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January 17th, 2020

Not yet the default setting – in 2020 open research remains a work in progress.

1 comment | 4 shares

Estimated reading time: 5 minutes

Taster

January 17th, 2020

Not yet the default setting – in 2020 open research remains a work in progress.

1 comment | 4 shares

Estimated reading time: 5 minutes

Responding to Daniel Hook’s post, The Open Tide – How openness in research and communication is becoming the default setting, Daniel Spichtinger argues that there remains much work to be done in order for open research practices to become the “new normal”. Highlighting unresolved issues around learned societies and the globalisation of open research policies, he suggests that rather than floating passively on a rising tide, building a truly open research system will require continued innovation particularly at the level of policy development and implementation.

In a recent LSE Impact blog post Daniel Hook put forward that “openness in research and communication is becoming the default setting”. Similarly, the 2019 European Research and Innovation days, organised by the European Commission, contained a session on “open science as the new normal”. So, can open science advocates relax, lean back and enjoy a beverage of their choice? 

I believe that declaring victory is premature. Yes, progress has been made and the number and market size of open access (OA) publications is increasing. Piwowar et al calculate that currently 31% of all journal articles are available as OA and 52% of article views are to OA articles. Given existing trends, they estimate that by 2025 44% of all journal articles will be available and OA 70% of article views will be to OA articles. However, these are sobering figures, given the high policy expectations of realising 100% open access, as for instance Plan S does.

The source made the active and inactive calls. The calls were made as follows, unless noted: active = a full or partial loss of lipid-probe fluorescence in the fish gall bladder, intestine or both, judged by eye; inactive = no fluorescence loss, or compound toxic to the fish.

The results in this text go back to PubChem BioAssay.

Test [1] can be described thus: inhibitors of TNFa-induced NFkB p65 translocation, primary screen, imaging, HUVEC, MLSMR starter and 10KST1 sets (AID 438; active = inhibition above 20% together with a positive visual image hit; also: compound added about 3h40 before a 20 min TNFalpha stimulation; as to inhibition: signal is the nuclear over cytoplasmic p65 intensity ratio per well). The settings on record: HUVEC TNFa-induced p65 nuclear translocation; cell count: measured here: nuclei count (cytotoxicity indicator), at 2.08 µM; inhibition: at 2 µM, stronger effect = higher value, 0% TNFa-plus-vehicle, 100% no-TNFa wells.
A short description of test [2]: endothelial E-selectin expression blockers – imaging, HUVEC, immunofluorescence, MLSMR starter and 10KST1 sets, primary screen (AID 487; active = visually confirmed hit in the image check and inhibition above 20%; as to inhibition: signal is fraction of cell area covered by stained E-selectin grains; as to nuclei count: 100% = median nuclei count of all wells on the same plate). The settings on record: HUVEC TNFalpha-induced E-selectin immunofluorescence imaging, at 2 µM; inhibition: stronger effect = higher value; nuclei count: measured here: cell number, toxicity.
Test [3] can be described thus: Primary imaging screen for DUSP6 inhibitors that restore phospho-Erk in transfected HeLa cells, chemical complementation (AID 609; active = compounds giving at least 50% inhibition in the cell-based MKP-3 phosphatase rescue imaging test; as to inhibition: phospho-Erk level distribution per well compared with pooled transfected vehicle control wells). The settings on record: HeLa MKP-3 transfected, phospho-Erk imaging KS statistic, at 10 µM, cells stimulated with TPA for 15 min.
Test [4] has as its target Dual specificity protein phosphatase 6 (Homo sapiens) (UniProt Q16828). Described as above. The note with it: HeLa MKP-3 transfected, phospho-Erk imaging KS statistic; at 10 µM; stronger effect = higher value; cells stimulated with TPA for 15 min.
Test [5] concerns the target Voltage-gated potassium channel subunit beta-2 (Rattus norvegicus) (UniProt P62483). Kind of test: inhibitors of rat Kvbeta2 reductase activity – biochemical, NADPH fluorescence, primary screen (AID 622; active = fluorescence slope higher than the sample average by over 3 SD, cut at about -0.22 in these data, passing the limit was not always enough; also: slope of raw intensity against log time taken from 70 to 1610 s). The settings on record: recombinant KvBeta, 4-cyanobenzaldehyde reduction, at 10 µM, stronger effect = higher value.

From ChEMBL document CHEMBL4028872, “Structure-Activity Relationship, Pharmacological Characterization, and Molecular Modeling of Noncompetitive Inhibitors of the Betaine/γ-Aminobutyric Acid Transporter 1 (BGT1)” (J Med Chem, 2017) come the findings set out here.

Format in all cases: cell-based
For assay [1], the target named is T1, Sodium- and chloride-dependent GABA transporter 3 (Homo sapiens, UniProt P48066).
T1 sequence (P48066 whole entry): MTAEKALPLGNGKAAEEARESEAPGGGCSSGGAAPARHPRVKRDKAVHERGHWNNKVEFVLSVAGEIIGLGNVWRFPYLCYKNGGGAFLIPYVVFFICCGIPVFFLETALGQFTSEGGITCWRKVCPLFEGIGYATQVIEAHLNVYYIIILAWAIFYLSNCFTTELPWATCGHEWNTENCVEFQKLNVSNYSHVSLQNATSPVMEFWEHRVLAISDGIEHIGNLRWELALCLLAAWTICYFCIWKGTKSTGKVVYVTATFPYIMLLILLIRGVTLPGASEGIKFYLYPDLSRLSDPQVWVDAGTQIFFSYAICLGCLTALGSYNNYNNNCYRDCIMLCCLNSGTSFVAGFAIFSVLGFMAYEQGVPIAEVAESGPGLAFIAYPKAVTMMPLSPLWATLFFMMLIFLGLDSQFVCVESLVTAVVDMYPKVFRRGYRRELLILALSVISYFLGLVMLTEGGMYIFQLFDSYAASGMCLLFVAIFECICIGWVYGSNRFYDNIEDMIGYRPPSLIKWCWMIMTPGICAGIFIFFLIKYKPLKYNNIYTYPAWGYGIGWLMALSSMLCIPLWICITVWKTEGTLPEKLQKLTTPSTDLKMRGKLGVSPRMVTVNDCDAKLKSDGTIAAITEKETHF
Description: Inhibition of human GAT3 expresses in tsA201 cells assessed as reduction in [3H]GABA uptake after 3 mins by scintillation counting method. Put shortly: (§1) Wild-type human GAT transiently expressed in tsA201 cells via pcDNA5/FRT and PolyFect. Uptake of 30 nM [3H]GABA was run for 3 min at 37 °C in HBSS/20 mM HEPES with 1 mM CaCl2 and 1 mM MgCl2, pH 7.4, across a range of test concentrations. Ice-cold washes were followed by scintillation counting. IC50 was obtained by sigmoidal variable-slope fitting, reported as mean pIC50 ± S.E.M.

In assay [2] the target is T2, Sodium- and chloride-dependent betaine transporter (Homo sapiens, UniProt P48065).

Thus, while a number of research policy makers and funders actively promote an open science world, many stakeholders, including senior academics, still regard open access to scientific publications with suspicion, and do not even consider talking about other components of open science, such as open research data, or improvements to research evaluation systems. A 2019 survey by the European University Association (EUA), consisting of 260 valid responses from universities in 32 European countries, concludes that open science practices are still considered of low importance for most universities when it comes to evaluating researchers.Resistance is often clad in a language that acknowledges the theoretical merits of open science, but then presents operational reasons why it – unfortunately – cannot be implemented.For instance, the European Molecular Biology Organisation (EMBO), recently claimed that it cannot switch to open access because the resulting APCs would be too high and thus unaffordable for researchers who want to publish in these journals. This is based on a narrow view that the APC model is the only strategy to provide open access. However, a recent report outlined 27 business models and strategies to transition to open access.

While some learned societies are actively working on changing their business models along these lines (as constructively discussed at least year’s “1st Basel Sustainable Publishing Forum”) the incentives for them to change practices that have worked well for them in the past are weak. This was notable recently, when a number of learned societies wrote directly to President Trump to lobby against more stringent open access policies. 

But focusing only on the US and the UK, as Hook does, also overlooks the geopolitical complexities involved in making a globally interconnected scientific system more open. The fact that India will – contrary to earlier announcements – not join plan S, is a case in point, and the plan is also facing challenges in other parts of the world, in some cases because it is perceived as imposing a model developed in the global North, although many different routes towards implementing plan S have been outlined.